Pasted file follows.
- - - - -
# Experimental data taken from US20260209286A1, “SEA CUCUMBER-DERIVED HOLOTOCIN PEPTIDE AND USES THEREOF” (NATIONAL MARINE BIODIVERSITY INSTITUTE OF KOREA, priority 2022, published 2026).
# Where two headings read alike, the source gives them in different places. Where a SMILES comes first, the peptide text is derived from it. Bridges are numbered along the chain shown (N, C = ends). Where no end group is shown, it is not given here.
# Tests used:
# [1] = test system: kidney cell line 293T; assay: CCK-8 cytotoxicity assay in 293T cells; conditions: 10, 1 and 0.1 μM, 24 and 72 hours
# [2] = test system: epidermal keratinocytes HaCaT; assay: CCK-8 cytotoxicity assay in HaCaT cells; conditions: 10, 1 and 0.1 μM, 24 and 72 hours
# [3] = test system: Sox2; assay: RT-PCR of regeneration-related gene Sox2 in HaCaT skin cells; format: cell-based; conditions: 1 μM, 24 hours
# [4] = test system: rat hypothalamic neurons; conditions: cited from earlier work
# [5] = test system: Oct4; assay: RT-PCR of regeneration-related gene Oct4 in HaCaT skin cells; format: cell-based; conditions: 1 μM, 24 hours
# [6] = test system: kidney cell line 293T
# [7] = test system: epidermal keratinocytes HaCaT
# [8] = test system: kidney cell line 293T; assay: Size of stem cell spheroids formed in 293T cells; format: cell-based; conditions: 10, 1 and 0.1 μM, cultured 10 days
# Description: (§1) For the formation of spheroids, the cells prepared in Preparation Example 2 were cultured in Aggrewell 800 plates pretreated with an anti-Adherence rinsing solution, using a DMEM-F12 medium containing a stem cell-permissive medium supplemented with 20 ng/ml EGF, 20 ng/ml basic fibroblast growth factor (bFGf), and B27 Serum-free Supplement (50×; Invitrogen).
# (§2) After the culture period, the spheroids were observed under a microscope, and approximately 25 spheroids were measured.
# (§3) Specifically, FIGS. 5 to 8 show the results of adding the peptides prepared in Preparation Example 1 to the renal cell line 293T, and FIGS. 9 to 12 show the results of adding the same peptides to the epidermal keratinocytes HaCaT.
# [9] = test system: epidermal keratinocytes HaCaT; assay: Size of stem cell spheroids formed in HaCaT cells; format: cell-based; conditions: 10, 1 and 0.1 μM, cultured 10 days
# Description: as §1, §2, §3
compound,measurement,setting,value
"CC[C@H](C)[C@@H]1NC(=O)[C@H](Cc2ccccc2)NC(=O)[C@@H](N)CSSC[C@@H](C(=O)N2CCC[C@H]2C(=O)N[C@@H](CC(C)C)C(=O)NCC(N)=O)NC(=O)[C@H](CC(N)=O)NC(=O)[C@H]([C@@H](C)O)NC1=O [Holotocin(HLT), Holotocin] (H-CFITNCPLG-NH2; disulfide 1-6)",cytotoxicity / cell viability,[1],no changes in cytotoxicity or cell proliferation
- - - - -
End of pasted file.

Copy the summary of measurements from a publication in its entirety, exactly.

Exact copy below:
# Experimental data taken from US20260209286A1, “SEA CUCUMBER-DERIVED HOLOTOCIN PEPTIDE AND USES THEREOF” (NATIONAL MARINE BIODIVERSITY INSTITUTE OF KOREA, priority 2022, published 2026).
# Where two headings read alike, the source gives them in different places. Where a SMILES comes first, the peptide text is derived from it. Bridges are numbered along the chain shown (N, C = ends). Where no end group is shown, it is not given here.
# Tests used:
# [1] = test system: kidney cell line 293T; assay: CCK-8 cytotoxicity assay in 293T cells; conditions: 10, 1 and 0.1 μM, 24 and 72 hours
# [2] = test system: epidermal keratinocytes HaCaT; assay: CCK-8 cytotoxicity assay in HaCaT cells; conditions: 10, 1 and 0.1 μM, 24 and 72 hours
# [3] = test system: Sox2; assay: RT-PCR of regeneration-related gene Sox2 in HaCaT skin cells; format: cell-based; conditions: 1 μM, 24 hours
# [4] = test system: rat hypothalamic neurons; conditions: cited from earlier work
# [5] = test system: Oct4; assay: RT-PCR of regeneration-related gene Oct4 in HaCaT skin cells; format: cell-based; conditions: 1 μM, 24 hours
# [6] = test system: kidney cell line 293T
# [7] = test system: epidermal keratinocytes HaCaT
# [8] = test system: kidney cell line 293T; assay: Size of stem cell spheroids formed in 293T cells; format: cell-based; conditions: 10, 1 and 0.1 μM, cultured 10 days
# Description: (§1) For the formation of spheroids, the cells prepared in Preparation Example 2 were cultured in Aggrewell 800 plates pretreated with an anti-Adherence rinsing solution, using a DMEM-F12 medium containing a stem cell-permissive medium supplemented with 20 ng/ml EGF, 20 ng/ml basic fibroblast growth factor (bFGf), and B27 Serum-free Supplement (50×; Invitrogen).
# (§2) After the culture period, the spheroids were observed under a microscope, and approximately 25 spheroids were measured.
# (§3) Specifically, FIGS. 5 to 8 show the results of adding the peptides prepared in Preparation Example 1 to the renal cell line 293T, and FIGS. 9 to 12 show the results of adding the same peptides to the epidermal keratinocytes HaCaT.
# [9] = test system: epidermal keratinocytes HaCaT; assay: Size of stem cell spheroids formed in HaCaT cells; format: cell-based; conditions: 10, 1 and 0.1 μM, cultured 10 days
# Description: as §1, §2, §3
compound,measurement,setting,value
"CC[C@H](C)[C@@H]1NC(=O)[C@H](Cc2ccccc2)NC(=O)[C@@H](N)CSSC[C@@H](C(=O)N2CCC[C@H]2C(=O)N[C@@H](CC(C)C)C(=O)NCC(N)=O)NC(=O)[C@H](CC(N)=O)NC(=O)[C@H]([C@@H](C)O)NC1=O [Holotocin(HLT), Holotocin] (H-CFITNCPLG-NH2; disulfide 1-6)",cytotoxicity / cell viability,[1],no changes in cytotoxicity or cell proliferation